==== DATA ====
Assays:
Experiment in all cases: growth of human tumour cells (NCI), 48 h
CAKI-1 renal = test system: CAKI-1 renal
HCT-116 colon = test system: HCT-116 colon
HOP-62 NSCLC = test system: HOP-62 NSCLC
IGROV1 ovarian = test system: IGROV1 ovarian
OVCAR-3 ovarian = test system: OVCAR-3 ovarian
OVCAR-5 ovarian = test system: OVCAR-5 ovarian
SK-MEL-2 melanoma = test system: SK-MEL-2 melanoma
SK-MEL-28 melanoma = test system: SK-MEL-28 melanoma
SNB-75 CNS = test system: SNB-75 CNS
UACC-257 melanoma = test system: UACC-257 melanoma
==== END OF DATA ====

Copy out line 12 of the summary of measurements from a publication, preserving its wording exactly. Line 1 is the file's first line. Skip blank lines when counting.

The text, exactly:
UACC-257 melanoma = test system: UACC-257 melanoma